Iran enriched uranium stockpile almost eight times 2015 limit: UN
IAEA also expresses ‘serious concern’ at Iran’s failure to provide access to two sites for months.
Iran has continued enriching uranium beyond limits set in the 2015 nuclear deal it signed with world powers, the United Nations’ nuclear watchdog has reported.
The Joint Comprehensive Plan of Action (JCPOA), which has been in jeopardy ever since the United States unilaterally withdrew in 2018, set a limit of 300kg (661 pounds) of enriched uranium in a particular compound form, which is the equivalent of 202.8kg (447 pounds) of uranium.
In comparison to the latter number, the stockpile stood at 1,571.6kg (3,465 pounds) on May 20, at nearly eight times the limit, according to a confidential report by the International Atomic Energy Agency (IAEA) distributed to member countries and seen by the AFP news agency on Friday.
The IAEA reported that Iran has also been continuing to enrich uranium to a purity of 4.5 percent, higher than the 3.67 percent allowed under the JCPOA. It is also above the pact’s limitations on heavy water.
The 2015 nuclear deal, which was also signed by Germany, France, the United Kingdom, China and Russia, promised Iran economic incentives in return for the curbs on its nuclear programme.
Since President Donald Trump pulled the US out of the deal and reimposed crippling economic sanctions against the Iranian economy as part of a “maximum pressure” campaign, Tehran has been scaling back its compliance with the accord.
The ultimate goal of the JCPOA is to prevent Iran from developing a nuclear bomb – something that Tehran says it does not want to do.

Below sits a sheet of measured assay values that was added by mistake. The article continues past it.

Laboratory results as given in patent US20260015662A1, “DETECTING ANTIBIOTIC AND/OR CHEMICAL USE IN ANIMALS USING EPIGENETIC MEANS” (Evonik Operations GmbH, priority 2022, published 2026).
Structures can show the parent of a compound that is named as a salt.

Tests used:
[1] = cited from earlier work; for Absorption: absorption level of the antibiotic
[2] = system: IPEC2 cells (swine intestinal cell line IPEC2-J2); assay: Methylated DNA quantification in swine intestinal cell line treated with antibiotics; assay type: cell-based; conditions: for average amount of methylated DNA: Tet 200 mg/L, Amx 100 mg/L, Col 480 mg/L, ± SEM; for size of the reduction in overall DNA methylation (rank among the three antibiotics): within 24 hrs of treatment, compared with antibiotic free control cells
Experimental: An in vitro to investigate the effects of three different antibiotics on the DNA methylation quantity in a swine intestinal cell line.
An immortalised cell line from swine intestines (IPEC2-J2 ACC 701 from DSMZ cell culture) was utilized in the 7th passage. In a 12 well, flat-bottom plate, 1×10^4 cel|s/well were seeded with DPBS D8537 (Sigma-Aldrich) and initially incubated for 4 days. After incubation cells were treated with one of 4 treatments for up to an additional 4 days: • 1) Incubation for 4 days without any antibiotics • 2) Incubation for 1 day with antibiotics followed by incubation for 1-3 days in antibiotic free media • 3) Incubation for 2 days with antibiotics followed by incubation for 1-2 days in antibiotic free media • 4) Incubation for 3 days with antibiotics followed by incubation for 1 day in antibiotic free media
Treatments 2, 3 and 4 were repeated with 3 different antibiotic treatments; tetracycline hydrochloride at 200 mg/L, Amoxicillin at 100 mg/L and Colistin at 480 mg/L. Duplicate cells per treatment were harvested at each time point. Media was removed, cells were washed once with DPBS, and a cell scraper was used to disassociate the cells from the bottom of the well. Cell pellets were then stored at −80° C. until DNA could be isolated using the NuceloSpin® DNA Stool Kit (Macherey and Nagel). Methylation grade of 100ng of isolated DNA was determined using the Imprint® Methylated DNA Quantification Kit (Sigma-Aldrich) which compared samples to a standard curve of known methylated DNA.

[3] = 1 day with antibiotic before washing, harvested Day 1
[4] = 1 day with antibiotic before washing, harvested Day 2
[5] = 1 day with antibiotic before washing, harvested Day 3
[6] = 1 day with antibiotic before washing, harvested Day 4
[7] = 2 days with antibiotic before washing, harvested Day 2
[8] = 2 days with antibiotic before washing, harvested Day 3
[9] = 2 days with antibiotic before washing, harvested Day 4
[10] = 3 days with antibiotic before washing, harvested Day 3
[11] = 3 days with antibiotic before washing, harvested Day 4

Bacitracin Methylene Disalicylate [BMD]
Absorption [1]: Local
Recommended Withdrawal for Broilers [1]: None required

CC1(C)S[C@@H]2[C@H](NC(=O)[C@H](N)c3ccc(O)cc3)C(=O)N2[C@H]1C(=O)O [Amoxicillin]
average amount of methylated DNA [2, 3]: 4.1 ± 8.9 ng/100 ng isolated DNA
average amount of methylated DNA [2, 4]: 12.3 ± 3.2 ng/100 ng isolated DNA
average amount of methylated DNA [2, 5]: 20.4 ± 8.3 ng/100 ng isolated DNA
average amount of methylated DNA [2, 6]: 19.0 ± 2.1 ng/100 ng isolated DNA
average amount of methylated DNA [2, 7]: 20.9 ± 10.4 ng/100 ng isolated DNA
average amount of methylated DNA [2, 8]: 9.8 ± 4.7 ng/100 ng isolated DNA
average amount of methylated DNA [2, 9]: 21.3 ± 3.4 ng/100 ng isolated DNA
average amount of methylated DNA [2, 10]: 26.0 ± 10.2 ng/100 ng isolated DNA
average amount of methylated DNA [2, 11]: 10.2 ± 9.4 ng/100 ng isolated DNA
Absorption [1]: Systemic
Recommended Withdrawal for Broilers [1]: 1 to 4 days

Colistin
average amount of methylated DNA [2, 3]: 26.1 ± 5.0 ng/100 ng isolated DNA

The UN’s nuclear watchdog also expressed “serious concern” on Friday at Iran’s failure to provide access to two sites it wants to visit in relation to possible undeclared material and activities.
The IAEA noted “with serious concern that, for over four months, Iran has denied access to Agency … to two locations”, according to the report.
The IAEA issued a report in March admonishing Iran for failing to answer its questions about past nuclear activities at three sites and for denying it access to two of them.
Diplomats have since said the agency is looking into activities at the sites that predate its 2015 deal with major powers.
A report to IAEA member states issued on Tuesday detailed suspected activities and materials including “the possible presence … of natural uranium in the form of a metal disc” at a site that “underwent extensive sanitization and levelling in 2003 and 2004”, the report said, describing the third site.
“The [IAEA] director general calls on Iran immediately to cooperate fully with the agency, including by providing prompt access to the locations specified,” the IAEA report said.